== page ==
What's new

Question about war in Japanese

Mike Cash

骨も命も皆此の土地に埋めよう
Joined
Mar 15, 2002
Messages
16,454
Reaction score
2,233
Neither of those mean "war".

The first is "battlefield" and the second is "here".
 

Andromedashun

先輩
Joined
Jan 3, 2012
Messages
842
Reaction score
9
No you misunderstanding me. I want to know why they are similar like that. Of course I like ''koko de'' more.
 

Mike Cash

骨も命も皆此の土地に埋めよう
Joined
Mar 15, 2002
Messages
16,454
Reaction score
2,233
"Senjo" doesn't mean "war". "Koko de" doesn't mean "war".

"Senjo" means "battlefield".

"Koko de" means "here".

Are you confusing "senjo" and "senso"?

戦場 battlefield

戦争 war

ImageUploadedByTapatalk1417686297.020881.jpg


Where do you get "senjo" and "koko de" mean "war" from that page?
 

nekojita

先輩
Joined
Jan 14, 2009
Messages
1,660
Reaction score
439
友と君と戦場で appears to be a game, where 戦場 has been given the non-standard furigana "ここ"
implying, I suppose, ここは戦場 .

As Mike said, 戦場 is battlefield, not "war".

This is a quite common technique used to add double-meanings. It doesn't mean that ここ means "battlefield" in Japanese more generally. There are a lot of non-standard uses of ruby text, for example it's not that rare to see a made up term in fantasy fiction in kanji, with furigana in katakana, e.g. stuff like 甘毒 furiganaed with スィート・ポイズン . The author wants to use the "cool sounding English" term, but also knows the readers might not get the meaning, hence combining the two.

Another interesting one is where terms in katakana are given ruby kanji "explanations". For example, a crime drama set in the US where Interpol is written インターポール in dialogue but 国際刑事警察機構 is put in ruby text the first time it's introduced. In an Agatha Christie novel in translation I have, more obscure English placenames are transcribed in katakana but then given a little explanation in ruby text. "A town north of London", or something like that. (I will try to dig up a proper quote from that one later).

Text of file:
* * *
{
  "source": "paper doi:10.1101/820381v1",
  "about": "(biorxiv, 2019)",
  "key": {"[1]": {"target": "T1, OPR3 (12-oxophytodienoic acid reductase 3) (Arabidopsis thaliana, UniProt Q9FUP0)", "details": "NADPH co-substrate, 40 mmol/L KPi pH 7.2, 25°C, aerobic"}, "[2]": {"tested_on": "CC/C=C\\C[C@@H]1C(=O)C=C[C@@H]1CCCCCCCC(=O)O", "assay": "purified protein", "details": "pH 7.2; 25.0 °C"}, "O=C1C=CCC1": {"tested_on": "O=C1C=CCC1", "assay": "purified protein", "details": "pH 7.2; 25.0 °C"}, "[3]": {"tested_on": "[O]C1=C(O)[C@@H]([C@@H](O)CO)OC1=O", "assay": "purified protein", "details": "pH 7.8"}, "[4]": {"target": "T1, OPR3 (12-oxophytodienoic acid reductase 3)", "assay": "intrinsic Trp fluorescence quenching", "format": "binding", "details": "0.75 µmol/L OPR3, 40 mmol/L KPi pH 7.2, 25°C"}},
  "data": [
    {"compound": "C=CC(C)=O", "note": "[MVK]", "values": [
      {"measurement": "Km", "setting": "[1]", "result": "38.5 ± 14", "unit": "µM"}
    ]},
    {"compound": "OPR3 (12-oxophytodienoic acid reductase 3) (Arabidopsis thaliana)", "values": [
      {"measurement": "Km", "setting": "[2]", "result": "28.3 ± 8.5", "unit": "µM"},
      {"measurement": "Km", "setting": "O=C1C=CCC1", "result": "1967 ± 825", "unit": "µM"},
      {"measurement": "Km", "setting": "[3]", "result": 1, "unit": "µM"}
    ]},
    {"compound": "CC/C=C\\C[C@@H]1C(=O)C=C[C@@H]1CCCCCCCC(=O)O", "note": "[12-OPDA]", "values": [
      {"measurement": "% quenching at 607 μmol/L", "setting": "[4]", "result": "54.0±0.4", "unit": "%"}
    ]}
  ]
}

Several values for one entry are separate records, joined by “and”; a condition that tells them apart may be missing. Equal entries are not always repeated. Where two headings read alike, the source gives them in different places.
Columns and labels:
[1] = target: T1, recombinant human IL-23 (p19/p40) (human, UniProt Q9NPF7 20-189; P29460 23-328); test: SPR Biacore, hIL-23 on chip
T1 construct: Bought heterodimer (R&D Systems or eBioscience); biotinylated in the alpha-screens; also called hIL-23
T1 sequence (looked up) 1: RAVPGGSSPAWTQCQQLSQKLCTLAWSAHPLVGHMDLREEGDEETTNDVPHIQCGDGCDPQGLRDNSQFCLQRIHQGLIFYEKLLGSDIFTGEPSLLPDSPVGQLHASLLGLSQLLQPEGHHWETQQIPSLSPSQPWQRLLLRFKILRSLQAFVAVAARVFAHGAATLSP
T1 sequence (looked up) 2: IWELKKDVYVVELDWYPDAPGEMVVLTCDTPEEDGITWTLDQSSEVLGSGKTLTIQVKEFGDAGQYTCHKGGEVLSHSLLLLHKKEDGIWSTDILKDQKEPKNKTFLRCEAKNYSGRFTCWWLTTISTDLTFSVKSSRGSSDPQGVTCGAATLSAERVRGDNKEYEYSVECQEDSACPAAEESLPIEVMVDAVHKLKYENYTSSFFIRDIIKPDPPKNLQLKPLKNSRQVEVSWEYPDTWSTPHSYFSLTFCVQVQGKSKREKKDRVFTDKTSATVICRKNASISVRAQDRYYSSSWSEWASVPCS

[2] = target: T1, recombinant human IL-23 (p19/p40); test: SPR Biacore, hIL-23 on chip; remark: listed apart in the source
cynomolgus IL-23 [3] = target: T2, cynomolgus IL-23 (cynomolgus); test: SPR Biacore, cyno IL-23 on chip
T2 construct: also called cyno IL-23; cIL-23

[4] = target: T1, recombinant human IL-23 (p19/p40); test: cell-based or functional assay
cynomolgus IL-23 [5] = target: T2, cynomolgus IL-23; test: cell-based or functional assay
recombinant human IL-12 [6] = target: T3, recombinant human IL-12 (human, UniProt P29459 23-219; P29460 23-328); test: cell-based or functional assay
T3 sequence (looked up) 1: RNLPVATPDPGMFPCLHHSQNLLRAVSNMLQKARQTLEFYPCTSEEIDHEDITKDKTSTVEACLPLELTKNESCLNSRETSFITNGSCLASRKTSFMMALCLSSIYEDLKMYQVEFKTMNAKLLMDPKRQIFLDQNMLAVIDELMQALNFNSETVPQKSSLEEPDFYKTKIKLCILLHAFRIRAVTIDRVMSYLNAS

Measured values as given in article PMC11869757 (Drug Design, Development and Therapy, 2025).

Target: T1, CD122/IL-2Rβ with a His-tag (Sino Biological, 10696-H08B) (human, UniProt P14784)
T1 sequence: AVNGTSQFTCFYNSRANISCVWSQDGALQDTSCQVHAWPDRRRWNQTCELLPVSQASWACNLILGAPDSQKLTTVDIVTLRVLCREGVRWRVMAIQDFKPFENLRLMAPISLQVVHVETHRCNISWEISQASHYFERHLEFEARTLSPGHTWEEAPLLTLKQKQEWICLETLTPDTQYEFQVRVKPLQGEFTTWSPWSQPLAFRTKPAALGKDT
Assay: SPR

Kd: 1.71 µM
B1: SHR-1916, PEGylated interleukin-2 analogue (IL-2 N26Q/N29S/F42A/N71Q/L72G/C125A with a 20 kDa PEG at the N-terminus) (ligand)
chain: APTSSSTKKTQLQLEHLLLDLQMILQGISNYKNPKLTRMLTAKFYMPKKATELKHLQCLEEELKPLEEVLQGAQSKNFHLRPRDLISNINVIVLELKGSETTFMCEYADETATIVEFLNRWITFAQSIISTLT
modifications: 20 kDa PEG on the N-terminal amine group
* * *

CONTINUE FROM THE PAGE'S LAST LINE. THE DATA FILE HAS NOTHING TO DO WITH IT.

Basically, ruby text/furigana can be any of:
1) Showing the proper reading (e.g. kanji are difficult for the intended audience, word uses non-standard readings of the kanji)
2) Showing an alternate/made-up reading (often in katakana)
3) Indicating a double meaning (好きな人 furiganed きみ or something) - can overlap with 2).
4) Giving clarifying information for difficult words (particularly foreign words) - like a sort of in-line footnote.
5) Probably some stuff I've missed
 

Andromedashun

先輩
Joined
Jan 3, 2012
Messages
842
Reaction score
9
Are you confusing "senjo" and "senso"?
No you're wrong. I knew senjo. But now I understand. ''Batlefield'' and ''Here'' are similar isn't it?
Thanks everyone.
 

nice gaijin

Resident Realist
Staff member
Moderator
Donor
Joined
Aug 8, 2005
Messages
5,367
Reaction score
566
The words "battlefield" and "here" are about as similar in Japanese as they are in English.

What the game title implies through the characters chosen is that the setting is the battlefield. The furigana imposes an additional meaning to 戦場 by giving it the reading of another word, ここ. I agree with Nekojita that this is saying "here (on the battlefield)," and this is an example of her #3.
 

Mike Cash

骨も命も皆此の土地に埋めよう
Joined
Mar 15, 2002
Messages
16,454
Reaction score
2,233
This is getting annoying.

"Senso" (sensou) 戦争 means "war"

"Senjo" (senjou) 戦場 means "battlefield"

You asked about two words meaning war. NEITHER of the two words you asked about means "war".

Nothing on the page you linked says "senjo" or "koko de" mean "war".

Tell me I'm wrong and misunderstanding again. I really enjoy that.
 

aspenx

後輩
Joined
May 13, 2014
Messages
49
Reaction score
14
TS/OP should have a look at how long strings of Kanji characters are sometimes pronounced in Katakana English. That should get most people confused.

Oh wait, those appear all the time in games. Maybe more games is the answer.

I highly recommend visual novels with the voice overs.
 
Top